About The Buzz: Less Alcohol, More Veggies Lower Cancer Risk?

TheBUZZ Less Alcohol, More Veggies Lower Cancer Risk?


It’s estimated that 1.6 million new cancer cases occurred in 2014. It’s also estimated that one-third of cancer cases could be prevented annually if more people ate a balanced diet, engaged in daily physical activity, and maintained a healthy weight. One recent study suggests that two health behaviors are associated with reduced risk of obesity-related cancers more than anything else: lower alcohol consumption and higher intake of plant foods.1


Because if its long-term design, the recent study of several thousand adults provides unique insight on the relationship between diet, physical activity, alcohol consumption, obesity and cancer, allowing researchers to collect participants’ information throughout their lifespan.1 Since 1991, the researchers have been tracking data, thus following the individuals as they age.

A list of recommendations from leading cancer research organizations provides the template for reducing your risk for obesity-related cancer.2,3 What’s even more staggering is that following two of eight key recommendations (limiting alcoholic beverages and eating sufficient plant foods) is associated with reduced risk of obesity-related cancers, which includes breast, colon, and prostate cancer.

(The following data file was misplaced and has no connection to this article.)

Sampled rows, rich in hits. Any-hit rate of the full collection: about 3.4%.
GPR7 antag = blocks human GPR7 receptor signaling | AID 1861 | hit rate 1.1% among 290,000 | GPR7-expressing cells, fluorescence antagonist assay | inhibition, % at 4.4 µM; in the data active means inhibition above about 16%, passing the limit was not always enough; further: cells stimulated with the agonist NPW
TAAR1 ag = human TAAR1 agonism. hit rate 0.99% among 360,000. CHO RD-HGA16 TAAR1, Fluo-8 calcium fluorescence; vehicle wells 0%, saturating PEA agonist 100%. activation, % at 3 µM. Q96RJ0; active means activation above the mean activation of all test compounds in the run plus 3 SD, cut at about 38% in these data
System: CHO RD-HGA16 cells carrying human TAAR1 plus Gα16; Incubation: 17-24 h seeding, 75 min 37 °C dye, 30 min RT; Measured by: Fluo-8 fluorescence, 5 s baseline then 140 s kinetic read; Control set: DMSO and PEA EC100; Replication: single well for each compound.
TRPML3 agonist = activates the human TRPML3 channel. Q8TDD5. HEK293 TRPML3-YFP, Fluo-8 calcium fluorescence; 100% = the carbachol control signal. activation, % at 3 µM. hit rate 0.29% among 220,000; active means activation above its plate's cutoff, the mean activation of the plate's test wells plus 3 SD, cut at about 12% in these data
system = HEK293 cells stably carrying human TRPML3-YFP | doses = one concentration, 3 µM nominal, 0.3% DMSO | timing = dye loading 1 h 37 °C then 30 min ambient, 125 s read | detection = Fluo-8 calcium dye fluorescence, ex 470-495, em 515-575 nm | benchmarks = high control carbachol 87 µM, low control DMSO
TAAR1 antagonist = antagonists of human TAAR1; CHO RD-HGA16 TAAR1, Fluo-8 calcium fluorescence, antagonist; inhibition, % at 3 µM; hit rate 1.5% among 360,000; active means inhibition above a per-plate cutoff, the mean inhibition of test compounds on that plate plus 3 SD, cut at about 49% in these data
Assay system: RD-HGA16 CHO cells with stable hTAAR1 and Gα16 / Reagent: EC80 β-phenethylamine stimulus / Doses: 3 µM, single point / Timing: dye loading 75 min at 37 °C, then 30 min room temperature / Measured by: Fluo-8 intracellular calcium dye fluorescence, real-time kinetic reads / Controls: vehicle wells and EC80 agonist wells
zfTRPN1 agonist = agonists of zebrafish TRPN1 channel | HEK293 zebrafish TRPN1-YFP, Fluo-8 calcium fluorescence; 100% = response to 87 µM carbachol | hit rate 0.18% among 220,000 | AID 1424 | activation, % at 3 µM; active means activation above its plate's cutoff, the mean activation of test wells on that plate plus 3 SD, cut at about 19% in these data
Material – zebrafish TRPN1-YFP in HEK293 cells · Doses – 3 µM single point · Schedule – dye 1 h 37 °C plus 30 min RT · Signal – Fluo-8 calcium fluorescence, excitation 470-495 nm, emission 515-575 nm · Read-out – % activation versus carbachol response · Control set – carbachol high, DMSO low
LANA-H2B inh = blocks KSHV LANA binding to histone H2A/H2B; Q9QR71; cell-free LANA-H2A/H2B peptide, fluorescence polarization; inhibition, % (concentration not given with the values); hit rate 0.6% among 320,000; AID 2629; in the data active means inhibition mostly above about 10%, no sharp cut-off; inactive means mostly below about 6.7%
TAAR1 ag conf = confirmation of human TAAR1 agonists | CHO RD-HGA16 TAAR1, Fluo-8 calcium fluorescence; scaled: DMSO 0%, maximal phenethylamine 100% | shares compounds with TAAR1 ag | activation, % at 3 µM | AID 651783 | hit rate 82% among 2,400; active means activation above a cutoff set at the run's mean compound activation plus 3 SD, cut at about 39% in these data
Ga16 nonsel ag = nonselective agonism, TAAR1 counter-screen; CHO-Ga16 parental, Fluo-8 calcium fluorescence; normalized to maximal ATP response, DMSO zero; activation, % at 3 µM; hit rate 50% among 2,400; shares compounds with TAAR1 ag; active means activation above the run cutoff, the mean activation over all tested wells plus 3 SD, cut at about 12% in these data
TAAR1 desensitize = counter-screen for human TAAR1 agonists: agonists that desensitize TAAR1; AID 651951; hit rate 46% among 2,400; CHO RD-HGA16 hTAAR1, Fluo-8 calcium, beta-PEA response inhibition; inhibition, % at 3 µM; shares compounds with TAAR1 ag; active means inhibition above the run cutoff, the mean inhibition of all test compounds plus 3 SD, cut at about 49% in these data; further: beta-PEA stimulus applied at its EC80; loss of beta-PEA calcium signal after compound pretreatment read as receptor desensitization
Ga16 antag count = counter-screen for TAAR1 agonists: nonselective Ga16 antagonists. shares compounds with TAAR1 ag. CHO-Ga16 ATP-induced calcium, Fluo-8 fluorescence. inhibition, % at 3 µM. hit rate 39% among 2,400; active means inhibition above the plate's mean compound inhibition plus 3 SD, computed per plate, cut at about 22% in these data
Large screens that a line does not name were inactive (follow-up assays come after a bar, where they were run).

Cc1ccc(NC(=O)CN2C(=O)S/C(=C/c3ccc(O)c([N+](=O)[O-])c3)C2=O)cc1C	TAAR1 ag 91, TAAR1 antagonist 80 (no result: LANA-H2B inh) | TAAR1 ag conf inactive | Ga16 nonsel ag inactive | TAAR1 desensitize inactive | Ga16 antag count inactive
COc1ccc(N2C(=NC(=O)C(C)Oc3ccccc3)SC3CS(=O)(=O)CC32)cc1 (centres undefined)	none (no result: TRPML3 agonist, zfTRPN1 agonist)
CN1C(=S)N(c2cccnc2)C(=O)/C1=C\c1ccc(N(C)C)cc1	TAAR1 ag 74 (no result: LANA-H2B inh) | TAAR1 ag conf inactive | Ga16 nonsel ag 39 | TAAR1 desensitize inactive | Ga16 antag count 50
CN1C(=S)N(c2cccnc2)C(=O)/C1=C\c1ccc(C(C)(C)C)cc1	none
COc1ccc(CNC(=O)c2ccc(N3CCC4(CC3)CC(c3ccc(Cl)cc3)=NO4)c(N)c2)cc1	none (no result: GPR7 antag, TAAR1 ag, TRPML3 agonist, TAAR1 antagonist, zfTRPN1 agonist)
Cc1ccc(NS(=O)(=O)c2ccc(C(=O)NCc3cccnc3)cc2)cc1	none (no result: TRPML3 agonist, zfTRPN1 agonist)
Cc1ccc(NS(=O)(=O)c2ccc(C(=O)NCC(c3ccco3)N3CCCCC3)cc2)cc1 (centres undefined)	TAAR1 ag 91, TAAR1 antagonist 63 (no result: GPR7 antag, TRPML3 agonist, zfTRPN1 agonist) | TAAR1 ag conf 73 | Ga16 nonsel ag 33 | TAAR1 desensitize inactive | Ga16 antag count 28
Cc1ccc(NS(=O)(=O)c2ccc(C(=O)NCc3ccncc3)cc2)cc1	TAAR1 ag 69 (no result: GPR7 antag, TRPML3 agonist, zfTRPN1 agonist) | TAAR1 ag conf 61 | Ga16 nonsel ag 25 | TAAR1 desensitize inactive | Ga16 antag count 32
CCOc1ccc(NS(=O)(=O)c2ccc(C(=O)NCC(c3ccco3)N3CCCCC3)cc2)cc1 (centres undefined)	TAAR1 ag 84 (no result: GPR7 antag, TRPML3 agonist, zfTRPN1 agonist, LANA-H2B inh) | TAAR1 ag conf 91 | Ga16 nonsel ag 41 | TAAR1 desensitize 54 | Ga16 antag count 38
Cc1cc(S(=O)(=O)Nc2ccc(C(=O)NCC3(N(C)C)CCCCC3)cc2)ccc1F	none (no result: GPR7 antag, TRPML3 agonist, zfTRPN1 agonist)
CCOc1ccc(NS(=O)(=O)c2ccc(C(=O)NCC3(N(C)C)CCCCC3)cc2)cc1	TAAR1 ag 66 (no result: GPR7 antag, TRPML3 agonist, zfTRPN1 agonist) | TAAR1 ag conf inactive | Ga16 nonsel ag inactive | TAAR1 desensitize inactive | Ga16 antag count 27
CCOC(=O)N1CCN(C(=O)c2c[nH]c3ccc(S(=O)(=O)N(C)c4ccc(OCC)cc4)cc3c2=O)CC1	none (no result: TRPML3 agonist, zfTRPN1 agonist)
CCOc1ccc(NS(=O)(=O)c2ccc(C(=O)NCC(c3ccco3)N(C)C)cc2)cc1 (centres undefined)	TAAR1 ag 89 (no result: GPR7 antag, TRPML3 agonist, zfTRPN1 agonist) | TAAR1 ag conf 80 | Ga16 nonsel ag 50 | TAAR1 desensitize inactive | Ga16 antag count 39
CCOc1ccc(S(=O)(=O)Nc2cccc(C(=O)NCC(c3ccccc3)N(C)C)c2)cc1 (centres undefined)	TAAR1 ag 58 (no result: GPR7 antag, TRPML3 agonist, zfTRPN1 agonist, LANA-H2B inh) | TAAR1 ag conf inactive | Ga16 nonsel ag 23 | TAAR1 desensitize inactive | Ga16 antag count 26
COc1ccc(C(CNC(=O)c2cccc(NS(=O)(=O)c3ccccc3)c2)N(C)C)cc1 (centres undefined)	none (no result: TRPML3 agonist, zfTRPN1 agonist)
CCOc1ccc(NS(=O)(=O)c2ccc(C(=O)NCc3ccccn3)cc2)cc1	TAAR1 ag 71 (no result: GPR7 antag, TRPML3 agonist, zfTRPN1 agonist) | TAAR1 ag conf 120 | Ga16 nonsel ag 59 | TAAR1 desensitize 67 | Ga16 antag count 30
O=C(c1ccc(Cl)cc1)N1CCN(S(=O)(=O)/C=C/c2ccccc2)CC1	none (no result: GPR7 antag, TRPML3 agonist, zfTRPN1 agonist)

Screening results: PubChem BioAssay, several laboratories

8 Key Recommendations for Reducing Obesity-Related Cancers

  1. Be as lean as possible without becoming underweight.
  2. Be physically active for at least 30 minutes every day.
  3. Avoid sugary drinks. Limit consumption of energy-dense foods.
  4. Eat mostly plants: vegetables, fruits, whole grains and legumes such as beans. Limit refined starchy foods.
  5. Limit consumption of red meats (such as beef, pork and lamb) and avoid processed meats.
  6. If consumed at all, limit alcoholic drinks to 2 for men and 1 for women a day.
  7. Limit consumption of salty foods and foods processed with salt (sodium).
  8. Don’t use supplements to protect against cancer. Aim to meet nutritional needs through diet alone.

This study demonstrated that adherence to the alcohol recommendation was protective against all site-specific cancers, and sufficient consumption of non-starchy plant foods was associated with decreased colorectal cancer risk.


Commit to maintain and healthy weight and lessen your risk of developing obesity-related cancers. Here’s how …


1 Makarem N, Lin Y, Bandera EV, Jacques PF, Parekh N. “Concordance with World Cancer Research Fund/American Institute for Cancer Research (WCRF/AICR) guidelines for cancer prevention and obesity-related cancer risk in the Framingham Offspring cohort (1991-2008).” Cancer Causes Control (2015) 26: 277-286 View

2 “Recommendations for Cancer Prevention.” American Institute for Cancer Research. View

3 “Does body weight affect cancer risk?” American Cancer Society. View

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